Please pray that this Court's ruling goes the right way (though I'm not holding my breath). Considering how they decided on the issue of the crucifixes in Italian classrooms one could expect them to take a liberal stance.


According to the BBC the court has ruled against Ireland. No surprise there. It is interesting that the women argued that they 'feared' injury or death because of their pregnancies (in Ireland which has the lowest maternal mortality in the world).

It was said at the last amendment that this challenge would come and here it is. If abortion gets in then euthanasia and other crimes against life will follow eventually as society becomes deadened to the sanctity of life. Our Lord warned us that hearts would grow cold. Cold some hearts already are and only too willing to condemn others to death. This in a Europe where the population is already well under the replacement rate. The culture of death is a symptom of the slow suicide of western civilization; a suicide rooted in the denial of God.

Simon's Cat at Christmas

On a lighter note has this from Simon's Cat. I love these. Very funny.

Tuesday, December 14, 2010


Apart from the report on developments among the Legionaries of Christ there is news of Turkish and Kurdish Muslim persecution of the Mor Gabriel monastery (Syrian Oriental Orthodox). The Turkish Government, having long refused to let them register their ownership (they've been there since 397) is trying to seize their land. This is another reason why Turkey is not a suitable candidate for admission to the European Union. Things are bad enough as they are.

Please remember them in your prayers and protest to the Turkish Government!

Monday, December 6, 2010


This little video I found at Gloria.tv just goes to show that high ethical standards and fine oratory have not yet died in Ireland (though our leaders may give little evidence of the same). This young lady certainly presents her case and exposes another side of the corruption in Ireland: a callous disregard for the sanctity of life from the very people who are so swift to identify themselves with the high moral ground when it suits them. It should come as no surprise to anyone that the media do not cover these issues.

Sunday, December 5, 2010


Between the school being closed by the ice and snow and the friary having no internet connection (and probably won't have one until after Christmas when we move in) this is my only time to surf and blog. The weather is practically a mirror for the economic conditions - cold and unpredictable.

It's hard to believe but the politicians voted themselves a 5% increase in their expenses for next year's Dail budget. Cutting the minimum wage and increasing their expenses is that evidence that our leaders have really grasped the situation or are taking it seriously? With all the debate about whether we got the deal we could have there's little to build one's confidence that our leaders know what they are doing. Still this country, like many others, has survived plague, famine, war and persecution, poverty and the long and persistent attempt to wipe out our culture. We're still here and we can survive this crisis, with or without our politicians.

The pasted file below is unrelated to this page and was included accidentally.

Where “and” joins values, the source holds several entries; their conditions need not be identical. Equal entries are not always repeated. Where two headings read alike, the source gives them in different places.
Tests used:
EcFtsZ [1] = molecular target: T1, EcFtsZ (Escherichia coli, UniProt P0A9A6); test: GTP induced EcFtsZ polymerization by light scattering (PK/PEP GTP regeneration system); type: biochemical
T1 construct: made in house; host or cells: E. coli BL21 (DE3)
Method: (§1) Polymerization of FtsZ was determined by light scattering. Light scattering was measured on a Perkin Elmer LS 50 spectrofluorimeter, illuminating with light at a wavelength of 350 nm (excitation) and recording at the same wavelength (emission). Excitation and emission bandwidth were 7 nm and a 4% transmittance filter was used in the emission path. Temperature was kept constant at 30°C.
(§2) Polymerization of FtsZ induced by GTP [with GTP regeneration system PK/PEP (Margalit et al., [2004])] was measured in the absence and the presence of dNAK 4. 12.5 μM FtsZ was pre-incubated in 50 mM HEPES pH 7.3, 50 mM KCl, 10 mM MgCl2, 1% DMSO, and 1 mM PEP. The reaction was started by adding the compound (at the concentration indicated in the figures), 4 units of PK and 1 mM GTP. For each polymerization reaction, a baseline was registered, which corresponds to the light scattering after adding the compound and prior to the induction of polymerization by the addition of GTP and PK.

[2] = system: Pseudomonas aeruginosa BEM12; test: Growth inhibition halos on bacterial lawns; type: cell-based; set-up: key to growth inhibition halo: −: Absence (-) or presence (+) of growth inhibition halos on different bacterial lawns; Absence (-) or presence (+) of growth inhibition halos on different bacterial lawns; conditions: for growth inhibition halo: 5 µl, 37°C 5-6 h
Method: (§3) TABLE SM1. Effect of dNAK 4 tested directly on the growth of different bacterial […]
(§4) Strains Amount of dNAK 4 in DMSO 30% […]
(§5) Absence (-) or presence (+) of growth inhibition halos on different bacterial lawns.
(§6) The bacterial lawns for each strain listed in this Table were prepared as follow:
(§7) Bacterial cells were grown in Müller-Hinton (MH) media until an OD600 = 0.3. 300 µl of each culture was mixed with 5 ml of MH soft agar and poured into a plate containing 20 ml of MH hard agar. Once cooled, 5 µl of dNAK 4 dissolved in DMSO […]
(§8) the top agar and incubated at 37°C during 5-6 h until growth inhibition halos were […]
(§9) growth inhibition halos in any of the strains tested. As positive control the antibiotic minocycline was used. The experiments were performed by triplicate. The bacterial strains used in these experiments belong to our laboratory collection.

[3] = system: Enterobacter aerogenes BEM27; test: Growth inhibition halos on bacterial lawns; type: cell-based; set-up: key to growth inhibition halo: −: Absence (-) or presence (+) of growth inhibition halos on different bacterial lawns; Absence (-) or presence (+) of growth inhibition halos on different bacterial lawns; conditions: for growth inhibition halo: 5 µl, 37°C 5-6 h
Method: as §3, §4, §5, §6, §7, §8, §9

In Britain the bishops are debating whether to restore fasting and penance on Fridays. Some argue that this is externalism. Surely one cannot really separate the external and the internal for long? One, if genuine, will surely express itself through the other. Something needs to be done to express our sorrow for the sins of our nation and in particular sins against children. At the moment one could be forgiven for thinking the bishops are hoping it will just go away.

Sunday, November 28, 2010


During the week I got a lovely surprise: an envelope with a beautiful card inside of the icon of Christ the High Priest and a prayer card. Someone called P. Pike in Portlaoise has been praying for me. That was very much appreciated (I need all the graces I can get). It's nice to know that the priesthood really is appreciated. So thatnk you P. Pike. You are in my prayers.


This was posted over at Gloria.tv by holyrope 3. It's some rare footage of Padre Pio which also has footage of Capuchin traditions and life of the time.

Sunday, November 21, 2010

Rebellion and Loss of Faith

While I don't always agree wholeheartedly with Mr. Voris' interpretation of events he makes many valid points and he certainly can speak. There is no doubting his committment to the Faith. If only there were more like him.

Not so Bishop Walsh. I've blogged on him before. No wonder Ireland is where it is today if this is what has been going among the hierarchy. If he has struggled with his belief even in the existence of God why didn't he resign and let someone else shepherd his diocese? It has become fashionable for clerics to confess struggles with their faith. We are human but after a while such confessions begint to sound trite. We need bishops with backbone who love the Lord and His Church and believe in Him and who are willing to be loyal to the Holy Father. If they don't then they should retire.


The news in Ireland, of course when not reporting on our economic crisis, blows the Holy Father's comments out of proportion and indeed misreports him. Thanks to his hermaneuticalness we have link to the full text at Catholic World Report.

There may be a basis in the case of some individuals, as perhaps when a male prostitute uses a condom, where this can be a first step in the direction of a moralization, a first assumption of responsibility, on the way toward recovering an awareness that not everything is allowed and that one cannot do whatever one wants. But it is not really the way to deal with the evil of HIV infection. That can really lie only in a humanization of sexuality.